In terms of acknowledging those ancestries, though, the two have taken decidedly different paths. Jindal (who is for the most part out of politics after his widely panned response to the Obama state of the union speech and an equally unsuccessful 2012 presidential run) has generally shied away from highlighting his Indian roots.
Haley, in contrast, has been far more upfront about her background and upbringing, though not without some ambivalence and ambiguity. She certainly has not made her Indian ancestry a centerpiece of her political identity in South Carolina. But she has visited India a number of times, including offering prayers at the Golden Temple in 2014. As both South Carolina governor and subsequently Trump’s U.N. ambassador, Haley met Indian Prime Minister Narendra Modi in India and the United States. She has also frequently spoken about her Indian identity, including gently joking about it last fall at a prominent charity event.
The more sensitive issue for her has not been her ethnic identify but her religious one. Especially given the powerful role that Christianity plays in the American South, earlier in her career she received criticism in some conservative Christian circles for what was seen as not sufficiently embracing her conversion to the religion. She has since featured the conversion more strongly in her public identity, including by sitting on the board of her local church.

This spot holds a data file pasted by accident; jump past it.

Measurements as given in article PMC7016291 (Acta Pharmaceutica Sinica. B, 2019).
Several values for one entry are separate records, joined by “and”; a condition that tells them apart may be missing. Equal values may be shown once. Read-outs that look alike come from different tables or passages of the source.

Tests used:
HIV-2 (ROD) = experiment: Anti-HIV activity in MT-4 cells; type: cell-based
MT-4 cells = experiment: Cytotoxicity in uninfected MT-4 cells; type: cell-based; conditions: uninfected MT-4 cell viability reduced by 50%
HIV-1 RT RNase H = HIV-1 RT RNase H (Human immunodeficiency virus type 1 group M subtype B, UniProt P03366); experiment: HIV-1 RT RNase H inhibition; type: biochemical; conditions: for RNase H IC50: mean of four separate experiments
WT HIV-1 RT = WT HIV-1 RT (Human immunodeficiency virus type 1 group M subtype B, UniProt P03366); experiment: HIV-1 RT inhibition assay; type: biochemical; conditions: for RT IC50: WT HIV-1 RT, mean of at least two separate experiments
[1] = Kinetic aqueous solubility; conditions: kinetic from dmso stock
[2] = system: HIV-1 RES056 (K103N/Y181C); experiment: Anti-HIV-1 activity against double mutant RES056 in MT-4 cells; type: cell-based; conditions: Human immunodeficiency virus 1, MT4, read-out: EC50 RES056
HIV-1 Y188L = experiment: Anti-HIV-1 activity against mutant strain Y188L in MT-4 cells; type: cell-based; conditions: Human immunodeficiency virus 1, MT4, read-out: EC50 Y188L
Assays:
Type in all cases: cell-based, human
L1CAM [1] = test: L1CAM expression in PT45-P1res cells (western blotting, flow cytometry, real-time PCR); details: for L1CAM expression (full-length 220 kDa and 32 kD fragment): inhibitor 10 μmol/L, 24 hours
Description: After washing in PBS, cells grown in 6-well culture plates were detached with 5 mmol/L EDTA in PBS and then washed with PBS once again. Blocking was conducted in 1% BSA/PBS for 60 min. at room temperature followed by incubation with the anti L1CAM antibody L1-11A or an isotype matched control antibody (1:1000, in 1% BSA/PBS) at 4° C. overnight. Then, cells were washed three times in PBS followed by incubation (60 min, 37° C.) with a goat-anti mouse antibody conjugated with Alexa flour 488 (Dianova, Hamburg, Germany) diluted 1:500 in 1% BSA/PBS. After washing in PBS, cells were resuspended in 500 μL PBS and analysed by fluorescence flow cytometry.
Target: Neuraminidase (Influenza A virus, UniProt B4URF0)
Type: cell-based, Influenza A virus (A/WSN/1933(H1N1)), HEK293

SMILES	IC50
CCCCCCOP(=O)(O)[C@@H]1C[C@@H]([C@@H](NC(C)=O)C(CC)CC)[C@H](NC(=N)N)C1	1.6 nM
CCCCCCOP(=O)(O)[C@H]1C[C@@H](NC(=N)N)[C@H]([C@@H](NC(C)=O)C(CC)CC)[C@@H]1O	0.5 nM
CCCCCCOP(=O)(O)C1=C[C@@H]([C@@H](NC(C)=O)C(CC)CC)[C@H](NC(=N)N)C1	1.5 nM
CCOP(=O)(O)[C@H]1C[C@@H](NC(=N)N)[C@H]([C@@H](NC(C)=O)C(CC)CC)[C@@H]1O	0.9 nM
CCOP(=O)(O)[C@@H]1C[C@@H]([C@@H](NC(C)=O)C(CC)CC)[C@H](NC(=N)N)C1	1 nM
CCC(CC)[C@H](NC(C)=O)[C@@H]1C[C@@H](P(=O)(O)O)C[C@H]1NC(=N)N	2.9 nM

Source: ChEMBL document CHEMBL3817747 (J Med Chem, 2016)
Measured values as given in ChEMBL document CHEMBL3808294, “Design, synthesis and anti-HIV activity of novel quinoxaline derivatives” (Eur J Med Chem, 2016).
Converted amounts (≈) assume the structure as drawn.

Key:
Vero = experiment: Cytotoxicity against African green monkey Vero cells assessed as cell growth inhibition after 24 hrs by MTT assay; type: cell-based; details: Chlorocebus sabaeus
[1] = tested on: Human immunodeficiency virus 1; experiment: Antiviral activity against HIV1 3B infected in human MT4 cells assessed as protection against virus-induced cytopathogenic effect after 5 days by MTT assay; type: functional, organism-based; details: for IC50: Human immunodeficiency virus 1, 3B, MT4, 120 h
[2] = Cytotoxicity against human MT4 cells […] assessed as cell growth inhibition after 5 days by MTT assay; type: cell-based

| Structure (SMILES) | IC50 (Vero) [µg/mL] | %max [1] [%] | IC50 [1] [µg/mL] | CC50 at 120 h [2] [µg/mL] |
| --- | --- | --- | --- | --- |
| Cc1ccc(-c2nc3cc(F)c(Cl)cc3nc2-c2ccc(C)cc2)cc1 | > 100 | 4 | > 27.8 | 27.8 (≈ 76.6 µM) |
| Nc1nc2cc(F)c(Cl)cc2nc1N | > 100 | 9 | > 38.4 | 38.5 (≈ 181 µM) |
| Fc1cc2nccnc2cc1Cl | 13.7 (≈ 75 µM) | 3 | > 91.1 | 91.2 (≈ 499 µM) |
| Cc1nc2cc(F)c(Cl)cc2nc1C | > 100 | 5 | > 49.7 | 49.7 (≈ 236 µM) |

Haley reportedly still attends Sikh services, however. This is an uncontroversial approach in many quarters, though perhaps not for all conservative Christians.
In the wake of her successful stints as governor and U.N. representative—the latter particularly noteworthy, since unlike many other former Trump officials she left the Administration unscathed by scandal and without any presidential scorn—Haley could be well placed for a White House run come 2024. But that assumes that the Republican Party of George W. Bush, relatively welcoming of minorities, returns to those roots. The tolerance of white nationalism displayed by the current White House occupant could indicate otherwise.